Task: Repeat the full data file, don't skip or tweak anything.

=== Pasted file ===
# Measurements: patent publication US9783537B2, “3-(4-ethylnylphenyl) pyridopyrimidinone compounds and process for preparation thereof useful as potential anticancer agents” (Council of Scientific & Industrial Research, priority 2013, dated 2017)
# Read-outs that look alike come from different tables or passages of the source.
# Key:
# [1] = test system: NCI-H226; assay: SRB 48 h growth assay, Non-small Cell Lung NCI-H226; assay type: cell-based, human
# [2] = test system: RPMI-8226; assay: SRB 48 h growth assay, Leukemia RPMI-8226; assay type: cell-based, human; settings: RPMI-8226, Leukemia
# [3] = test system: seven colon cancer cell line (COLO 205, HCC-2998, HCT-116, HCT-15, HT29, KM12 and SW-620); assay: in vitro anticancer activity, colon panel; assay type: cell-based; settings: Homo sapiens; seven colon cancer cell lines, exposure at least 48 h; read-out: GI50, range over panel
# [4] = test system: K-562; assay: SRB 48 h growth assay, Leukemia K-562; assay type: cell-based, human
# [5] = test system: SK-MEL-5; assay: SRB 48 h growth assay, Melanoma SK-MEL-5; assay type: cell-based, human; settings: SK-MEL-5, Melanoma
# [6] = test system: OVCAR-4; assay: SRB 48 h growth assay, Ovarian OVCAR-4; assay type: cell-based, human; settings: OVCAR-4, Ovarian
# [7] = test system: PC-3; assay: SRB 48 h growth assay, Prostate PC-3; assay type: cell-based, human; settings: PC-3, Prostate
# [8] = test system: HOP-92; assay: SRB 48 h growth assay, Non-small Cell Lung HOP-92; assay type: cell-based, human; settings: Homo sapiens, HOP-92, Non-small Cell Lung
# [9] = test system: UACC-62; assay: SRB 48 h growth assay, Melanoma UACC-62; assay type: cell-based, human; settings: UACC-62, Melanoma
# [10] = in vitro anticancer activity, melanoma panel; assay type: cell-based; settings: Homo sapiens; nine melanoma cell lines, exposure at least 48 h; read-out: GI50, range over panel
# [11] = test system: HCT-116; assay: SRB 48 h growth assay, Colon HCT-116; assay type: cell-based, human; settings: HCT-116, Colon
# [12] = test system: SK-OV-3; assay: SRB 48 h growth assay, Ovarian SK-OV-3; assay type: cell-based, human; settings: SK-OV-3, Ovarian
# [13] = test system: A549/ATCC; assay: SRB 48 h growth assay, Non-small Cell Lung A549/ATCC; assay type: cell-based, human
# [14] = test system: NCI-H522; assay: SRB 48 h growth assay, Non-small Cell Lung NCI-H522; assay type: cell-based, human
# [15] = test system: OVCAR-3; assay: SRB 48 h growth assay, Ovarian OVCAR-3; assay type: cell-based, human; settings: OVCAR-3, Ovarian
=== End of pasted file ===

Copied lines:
# Measurements: patent publication US9783537B2, “3-(4-ethylnylphenyl) pyridopyrimidinone compounds and process for preparation thereof useful as potential anticancer agents” (Council of Scientific & Industrial Research, priority 2013, dated 2017)
# Read-outs that look alike come from different tables or passages of the source.
# Key:
# [1] = test system: NCI-H226; assay: SRB 48 h growth assay, Non-small Cell Lung NCI-H226; assay type: cell-based, human
# [2] = test system: RPMI-8226; assay: SRB 48 h growth assay, Leukemia RPMI-8226; assay type: cell-based, human; settings: RPMI-8226, Leukemia
# [3] = test system: seven colon cancer cell line (COLO 205, HCC-2998, HCT-116, HCT-15, HT29, KM12 and SW-620); assay: in vitro anticancer activity, colon panel; assay type: cell-based; settings: Homo sapiens; seven colon cancer cell lines, exposure at least 48 h; read-out: GI50, range over panel
# [4] = test system: K-562; assay: SRB 48 h growth assay, Leukemia K-562; assay type: cell-based, human
# [5] = test system: SK-MEL-5; assay: SRB 48 h growth assay, Melanoma SK-MEL-5; assay type: cell-based, human; settings: SK-MEL-5, Melanoma
# [6] = test system: OVCAR-4; assay: SRB 48 h growth assay, Ovarian OVCAR-4; assay type: cell-based, human; settings: OVCAR-4, Ovarian
# [7] = test system: PC-3; assay: SRB 48 h growth assay, Prostate PC-3; assay type: cell-based, human; settings: PC-3, Prostate
# [8] = test system: HOP-92; assay: SRB 48 h growth assay, Non-small Cell Lung HOP-92; assay type: cell-based, human; settings: Homo sapiens, HOP-92, Non-small Cell Lung
# [9] = test system: UACC-62; assay: SRB 48 h growth assay, Melanoma UACC-62; assay type: cell-based, human; settings: UACC-62, Melanoma
# [10] = in vitro anticancer activity, melanoma panel; assay type: cell-based; settings: Homo sapiens; nine melanoma cell lines, exposure at least 48 h; read-out: GI50, range over panel
# [11] = test system: HCT-116; assay: SRB 48 h growth assay, Colon HCT-116; assay type: cell-based, human; settings: HCT-116, Colon
# [12] = test system: SK-OV-3; assay: SRB 48 h growth assay, Ovarian SK-OV-3; assay type: cell-based, human; settings: SK-OV-3, Ovarian
# [13] = test system: A549/ATCC; assay: SRB 48 h growth assay, Non-small Cell Lung A549/ATCC; assay type: cell-based, human
# [14] = test system: NCI-H522; assay: SRB 48 h growth assay, Non-small Cell Lung NCI-H522; assay type: cell-based, human
# [15] = test system: OVCAR-3; assay: SRB 48 h growth assay, Ovarian OVCAR-3; assay type: cell-based, human; settings: OVCAR-3, Ovarian